I've never seen underfloor air conditioning before...is it normal to put ducts directly on the ground?  Seems like a half-assed installation that exposes the ducts to lots of nasty things.  I would think it should be suspended off the ground, or at least have something between the duct and the dirt.

Your mini splits are in the rooms furthest from the unit.  Is that because of low airflow in those rooms?  If that's the case, you might have a correctly sized main unit and the air just isn't making it to those rooms.  Then fixing the problems with your ductwork might solve all your problems while eliminating the need for the mini-splits.


Endo1030

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Re: Help with humidity/mold problem (old house)
« Reply #8 on: March 04, 2021, 08:07:18 PM »
I just installed a Nest thermostat and the unit turned on/off 19 times in 24 hours - this seems excessive to me, but I'm no expert.

To make things worse the humidity levels from the AC supply ducts in the floor were incredibly high - almost 80% after the unit had shut off and the blower was still going.

I'm not really an expert on HVAC, but there is an option on nest thermostats called "Airwave" that I believe should be disabled.  It runs the fan on your hvac unit for a certain amount of time after the condenser shuts off.  This exacerbates humidity issues because while the condenser is running, condensation forms on the cold coils, this is the result of dehumidifying the air in your house.  If the condenser turns off, the coils warm back to ambient temperature, and if the system continues to move air across them, then a portion of that condensation will evaporate again back into the air you just dehumidified. 

Logically it makes sense to me.  I have a nest and I disabled the function.

MeHg11

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Re: Help with humidity/mold problem (old house)
« Reply #9 on: March 04, 2021, 08:15:47 PM »
House is actually a little over 2000 sq ft and the splits are cooling a bedroom (~130 sq ft) and a laundry room/office/bathroom (~180 sq ft). I do suspect the ducts are somehow compromised.

Yeah I dont think it's normal to put ducts on the ground either. Had terrible experiences with AC companies who just wanted to sell me the largest unit. It's been a debacle since it was first installed (that's a whole other story). But putting it on the ground was lazy and indeed half-assed.

As for the splits - yes, these were installed because essentially no air reached the back rooms despite the fact that duct work goes to these rooms. Could be partially due to several 90 degree bends in the duct work but again the AC companies (3 separate companies!) I dealt with never could figure this out.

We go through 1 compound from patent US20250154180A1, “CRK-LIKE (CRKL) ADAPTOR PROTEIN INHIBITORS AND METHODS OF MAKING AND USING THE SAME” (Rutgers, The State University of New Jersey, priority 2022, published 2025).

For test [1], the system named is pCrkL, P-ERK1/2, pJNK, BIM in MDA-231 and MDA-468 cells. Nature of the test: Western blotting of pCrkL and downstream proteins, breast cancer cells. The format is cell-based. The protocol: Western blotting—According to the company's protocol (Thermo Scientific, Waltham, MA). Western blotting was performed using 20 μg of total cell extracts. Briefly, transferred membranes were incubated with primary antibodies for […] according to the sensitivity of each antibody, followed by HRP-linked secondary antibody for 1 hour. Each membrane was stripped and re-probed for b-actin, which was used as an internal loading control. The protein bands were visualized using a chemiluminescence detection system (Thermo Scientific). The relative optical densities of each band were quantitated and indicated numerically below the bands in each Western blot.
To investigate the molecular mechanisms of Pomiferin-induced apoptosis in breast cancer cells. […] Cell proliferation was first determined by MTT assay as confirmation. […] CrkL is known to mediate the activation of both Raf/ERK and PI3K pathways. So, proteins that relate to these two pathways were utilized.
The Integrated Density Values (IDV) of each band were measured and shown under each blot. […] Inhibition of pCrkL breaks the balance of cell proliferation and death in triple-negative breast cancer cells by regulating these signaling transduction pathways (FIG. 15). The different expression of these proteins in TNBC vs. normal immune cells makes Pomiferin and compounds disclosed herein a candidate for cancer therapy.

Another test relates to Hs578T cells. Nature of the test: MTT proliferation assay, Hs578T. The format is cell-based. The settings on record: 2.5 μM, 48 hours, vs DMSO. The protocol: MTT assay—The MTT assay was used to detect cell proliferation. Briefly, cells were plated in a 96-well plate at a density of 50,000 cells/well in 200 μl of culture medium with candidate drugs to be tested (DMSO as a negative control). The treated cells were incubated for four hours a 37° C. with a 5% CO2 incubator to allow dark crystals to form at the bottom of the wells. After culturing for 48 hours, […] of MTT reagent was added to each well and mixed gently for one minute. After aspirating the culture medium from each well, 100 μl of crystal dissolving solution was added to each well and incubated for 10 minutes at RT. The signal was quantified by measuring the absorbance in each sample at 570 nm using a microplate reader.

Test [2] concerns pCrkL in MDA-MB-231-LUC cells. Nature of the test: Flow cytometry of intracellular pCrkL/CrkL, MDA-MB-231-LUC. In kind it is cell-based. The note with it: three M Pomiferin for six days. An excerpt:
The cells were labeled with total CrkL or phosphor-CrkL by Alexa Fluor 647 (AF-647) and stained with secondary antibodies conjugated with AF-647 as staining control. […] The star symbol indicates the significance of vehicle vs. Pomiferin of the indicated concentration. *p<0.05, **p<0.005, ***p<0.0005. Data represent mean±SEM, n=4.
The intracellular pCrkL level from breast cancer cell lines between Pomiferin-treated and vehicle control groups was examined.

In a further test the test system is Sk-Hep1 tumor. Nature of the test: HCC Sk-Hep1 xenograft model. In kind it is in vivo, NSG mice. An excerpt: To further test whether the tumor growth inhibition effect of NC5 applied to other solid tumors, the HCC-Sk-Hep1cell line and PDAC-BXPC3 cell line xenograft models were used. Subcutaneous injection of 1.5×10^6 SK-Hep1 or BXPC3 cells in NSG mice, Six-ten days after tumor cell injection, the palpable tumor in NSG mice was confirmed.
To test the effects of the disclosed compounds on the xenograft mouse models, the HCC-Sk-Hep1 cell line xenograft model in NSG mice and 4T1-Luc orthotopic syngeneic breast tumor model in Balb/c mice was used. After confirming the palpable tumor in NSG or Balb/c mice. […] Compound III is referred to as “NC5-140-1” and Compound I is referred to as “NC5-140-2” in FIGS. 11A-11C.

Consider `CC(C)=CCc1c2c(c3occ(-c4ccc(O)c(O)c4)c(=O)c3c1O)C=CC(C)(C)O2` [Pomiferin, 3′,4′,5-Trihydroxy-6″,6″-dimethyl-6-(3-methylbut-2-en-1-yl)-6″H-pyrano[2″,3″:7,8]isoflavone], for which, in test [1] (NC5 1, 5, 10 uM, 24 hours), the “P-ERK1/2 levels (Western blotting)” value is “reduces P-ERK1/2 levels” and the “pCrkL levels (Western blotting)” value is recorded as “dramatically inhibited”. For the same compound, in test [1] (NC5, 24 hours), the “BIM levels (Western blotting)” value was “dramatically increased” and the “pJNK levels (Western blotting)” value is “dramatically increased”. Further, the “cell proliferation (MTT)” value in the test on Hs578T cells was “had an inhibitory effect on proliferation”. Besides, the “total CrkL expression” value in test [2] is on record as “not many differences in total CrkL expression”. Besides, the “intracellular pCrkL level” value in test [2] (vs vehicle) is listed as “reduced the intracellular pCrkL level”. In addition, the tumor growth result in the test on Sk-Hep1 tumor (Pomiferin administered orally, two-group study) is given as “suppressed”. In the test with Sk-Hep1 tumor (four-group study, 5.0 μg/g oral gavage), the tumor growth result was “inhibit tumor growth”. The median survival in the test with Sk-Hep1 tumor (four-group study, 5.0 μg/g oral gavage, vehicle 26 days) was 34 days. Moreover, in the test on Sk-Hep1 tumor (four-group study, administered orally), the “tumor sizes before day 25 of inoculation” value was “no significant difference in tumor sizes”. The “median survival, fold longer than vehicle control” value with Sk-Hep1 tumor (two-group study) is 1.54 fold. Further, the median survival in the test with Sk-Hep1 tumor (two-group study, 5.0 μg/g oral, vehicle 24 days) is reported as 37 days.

MeHg11

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Re: Help with humidity/mold problem (old house)
« Reply #10 on: March 04, 2021, 08:27:40 PM »
Really appreciate the insight and suggestions. I'm running a dehu nonstop and moving it to different rooms to see if that helps. The Airwave unit on my Nest is currently "on" so I'll have to see if that makes a difference. I just figured out how to download data from Google from my Nest account and humidity has been fluctuating. I just don't know if its connected to the unit going on/off.

I'm going to ask another AC company about an in-line dehumidifier. Not familiar with them though.

I have tried to increase the ventilation around the outside of the house and have dug french drains to move water away from the foundation.  I've also though about putting down a vapor barrier (visquine (sp?) sheet insulation). I've heard conflicting advice about this. 

I will get under the house and check on the duct work. Thinking of having it attached to the floor joists to see if that helps the situation. 

Paper Chaser

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Re: Help with humidity/mold problem (old house)
« Reply #11 on: March 05, 2021, 05:37:11 AM »
Increasing ventilation is probably just letting more of that sticky Florida air into your cool, damp Crawlspace where it can condense on pipes, ducts, framing, etc and then move into your living space above. Modern building codes in many places don't allow for Crawlspace vents for this reason. A vapor barrier just laying on the ground won't be enough because the moisture will still enter the crawl around the edges of the vapor barrier and through the foundation vents.